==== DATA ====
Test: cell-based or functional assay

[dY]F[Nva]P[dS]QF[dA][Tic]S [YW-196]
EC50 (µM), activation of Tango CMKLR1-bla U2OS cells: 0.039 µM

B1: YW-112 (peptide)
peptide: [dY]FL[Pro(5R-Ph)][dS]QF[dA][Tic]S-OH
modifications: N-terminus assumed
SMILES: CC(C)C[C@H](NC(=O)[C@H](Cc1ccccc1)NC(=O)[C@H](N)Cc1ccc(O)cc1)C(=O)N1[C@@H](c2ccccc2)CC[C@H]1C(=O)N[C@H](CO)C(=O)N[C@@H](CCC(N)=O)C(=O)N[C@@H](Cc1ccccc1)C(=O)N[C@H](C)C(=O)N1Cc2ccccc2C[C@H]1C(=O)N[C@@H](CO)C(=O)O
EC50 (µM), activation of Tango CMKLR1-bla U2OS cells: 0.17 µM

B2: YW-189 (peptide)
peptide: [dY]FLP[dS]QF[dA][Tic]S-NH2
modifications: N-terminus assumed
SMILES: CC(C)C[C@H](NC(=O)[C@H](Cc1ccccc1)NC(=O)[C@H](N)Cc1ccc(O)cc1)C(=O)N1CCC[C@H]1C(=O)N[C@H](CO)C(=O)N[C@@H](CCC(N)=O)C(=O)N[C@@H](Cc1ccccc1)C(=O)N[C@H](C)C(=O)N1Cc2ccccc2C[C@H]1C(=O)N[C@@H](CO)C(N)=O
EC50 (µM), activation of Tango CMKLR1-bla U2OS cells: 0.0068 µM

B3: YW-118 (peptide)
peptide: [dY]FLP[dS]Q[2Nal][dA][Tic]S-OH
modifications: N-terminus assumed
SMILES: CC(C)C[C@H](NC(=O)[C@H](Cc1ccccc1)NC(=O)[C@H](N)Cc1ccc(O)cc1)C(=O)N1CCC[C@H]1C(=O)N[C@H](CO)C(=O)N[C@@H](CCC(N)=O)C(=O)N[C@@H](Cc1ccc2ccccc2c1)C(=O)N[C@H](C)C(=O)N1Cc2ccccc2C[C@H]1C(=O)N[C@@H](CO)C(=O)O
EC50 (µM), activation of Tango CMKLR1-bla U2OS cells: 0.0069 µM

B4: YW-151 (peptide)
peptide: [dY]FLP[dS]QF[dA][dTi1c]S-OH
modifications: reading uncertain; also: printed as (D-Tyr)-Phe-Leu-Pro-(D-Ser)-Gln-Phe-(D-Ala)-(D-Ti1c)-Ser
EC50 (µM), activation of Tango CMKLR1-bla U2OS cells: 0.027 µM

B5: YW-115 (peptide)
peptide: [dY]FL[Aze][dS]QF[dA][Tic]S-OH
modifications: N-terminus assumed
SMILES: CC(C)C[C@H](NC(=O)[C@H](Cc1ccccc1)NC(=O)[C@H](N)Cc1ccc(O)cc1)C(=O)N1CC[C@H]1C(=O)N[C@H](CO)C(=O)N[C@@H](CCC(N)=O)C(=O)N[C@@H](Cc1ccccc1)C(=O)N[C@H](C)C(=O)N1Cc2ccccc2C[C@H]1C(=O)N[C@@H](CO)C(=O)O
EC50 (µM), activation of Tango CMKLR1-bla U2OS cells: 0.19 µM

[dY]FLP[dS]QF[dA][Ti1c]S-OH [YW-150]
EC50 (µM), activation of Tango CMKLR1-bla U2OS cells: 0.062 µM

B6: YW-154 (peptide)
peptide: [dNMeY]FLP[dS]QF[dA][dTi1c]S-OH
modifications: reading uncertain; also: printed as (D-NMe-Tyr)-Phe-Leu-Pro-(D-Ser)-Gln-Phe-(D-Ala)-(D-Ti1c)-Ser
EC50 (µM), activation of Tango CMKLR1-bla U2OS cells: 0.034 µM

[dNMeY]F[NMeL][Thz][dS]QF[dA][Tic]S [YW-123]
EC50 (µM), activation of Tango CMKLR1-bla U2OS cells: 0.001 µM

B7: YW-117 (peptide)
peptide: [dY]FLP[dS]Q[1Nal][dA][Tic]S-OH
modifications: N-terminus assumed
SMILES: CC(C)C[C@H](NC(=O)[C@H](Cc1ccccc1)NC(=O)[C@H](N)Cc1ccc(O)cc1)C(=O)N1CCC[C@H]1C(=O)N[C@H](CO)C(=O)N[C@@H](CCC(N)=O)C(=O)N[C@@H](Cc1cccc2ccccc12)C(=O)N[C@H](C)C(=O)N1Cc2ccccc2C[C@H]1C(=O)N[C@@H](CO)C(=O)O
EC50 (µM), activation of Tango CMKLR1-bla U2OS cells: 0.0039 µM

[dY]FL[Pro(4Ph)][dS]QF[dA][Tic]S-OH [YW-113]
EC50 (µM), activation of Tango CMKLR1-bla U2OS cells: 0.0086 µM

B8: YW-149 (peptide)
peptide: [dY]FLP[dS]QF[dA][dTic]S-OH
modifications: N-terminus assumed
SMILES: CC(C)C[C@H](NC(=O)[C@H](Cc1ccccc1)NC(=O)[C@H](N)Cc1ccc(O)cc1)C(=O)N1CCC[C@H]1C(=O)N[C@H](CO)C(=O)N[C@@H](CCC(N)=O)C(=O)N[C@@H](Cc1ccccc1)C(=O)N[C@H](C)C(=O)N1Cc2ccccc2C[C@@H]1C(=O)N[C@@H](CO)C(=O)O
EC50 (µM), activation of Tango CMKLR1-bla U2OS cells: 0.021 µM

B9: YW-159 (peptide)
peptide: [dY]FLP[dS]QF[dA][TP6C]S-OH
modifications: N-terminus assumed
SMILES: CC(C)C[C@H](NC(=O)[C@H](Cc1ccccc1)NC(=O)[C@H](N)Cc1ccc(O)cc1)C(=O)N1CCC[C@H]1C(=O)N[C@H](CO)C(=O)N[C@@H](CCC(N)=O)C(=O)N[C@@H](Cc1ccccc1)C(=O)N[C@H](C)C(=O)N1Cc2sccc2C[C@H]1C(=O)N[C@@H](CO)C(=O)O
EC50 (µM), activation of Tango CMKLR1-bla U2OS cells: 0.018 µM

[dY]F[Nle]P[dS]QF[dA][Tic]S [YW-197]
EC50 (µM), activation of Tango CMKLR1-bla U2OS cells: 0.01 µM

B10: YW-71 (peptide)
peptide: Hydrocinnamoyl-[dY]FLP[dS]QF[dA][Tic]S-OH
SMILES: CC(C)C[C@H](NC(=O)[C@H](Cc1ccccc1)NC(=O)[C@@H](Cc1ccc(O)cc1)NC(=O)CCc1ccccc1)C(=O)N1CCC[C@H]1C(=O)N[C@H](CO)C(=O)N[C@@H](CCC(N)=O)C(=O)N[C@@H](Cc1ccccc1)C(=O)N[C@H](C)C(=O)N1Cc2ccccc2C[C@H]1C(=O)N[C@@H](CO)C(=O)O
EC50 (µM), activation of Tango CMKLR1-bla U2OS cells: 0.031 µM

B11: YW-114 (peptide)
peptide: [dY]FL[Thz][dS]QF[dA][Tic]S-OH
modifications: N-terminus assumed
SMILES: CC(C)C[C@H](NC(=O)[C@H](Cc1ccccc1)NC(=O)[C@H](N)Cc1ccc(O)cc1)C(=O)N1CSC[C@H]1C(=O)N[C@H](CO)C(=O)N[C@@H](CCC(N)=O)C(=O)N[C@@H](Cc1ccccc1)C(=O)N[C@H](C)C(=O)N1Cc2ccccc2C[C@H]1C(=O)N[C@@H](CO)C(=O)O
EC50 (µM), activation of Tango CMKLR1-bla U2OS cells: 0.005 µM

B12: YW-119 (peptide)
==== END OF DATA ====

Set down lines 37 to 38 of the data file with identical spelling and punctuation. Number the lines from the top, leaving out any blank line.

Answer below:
peptide: [dY]FLP[dS]Q[1Nal][dA][Tic]S-OH
modifications: N-terminus assumed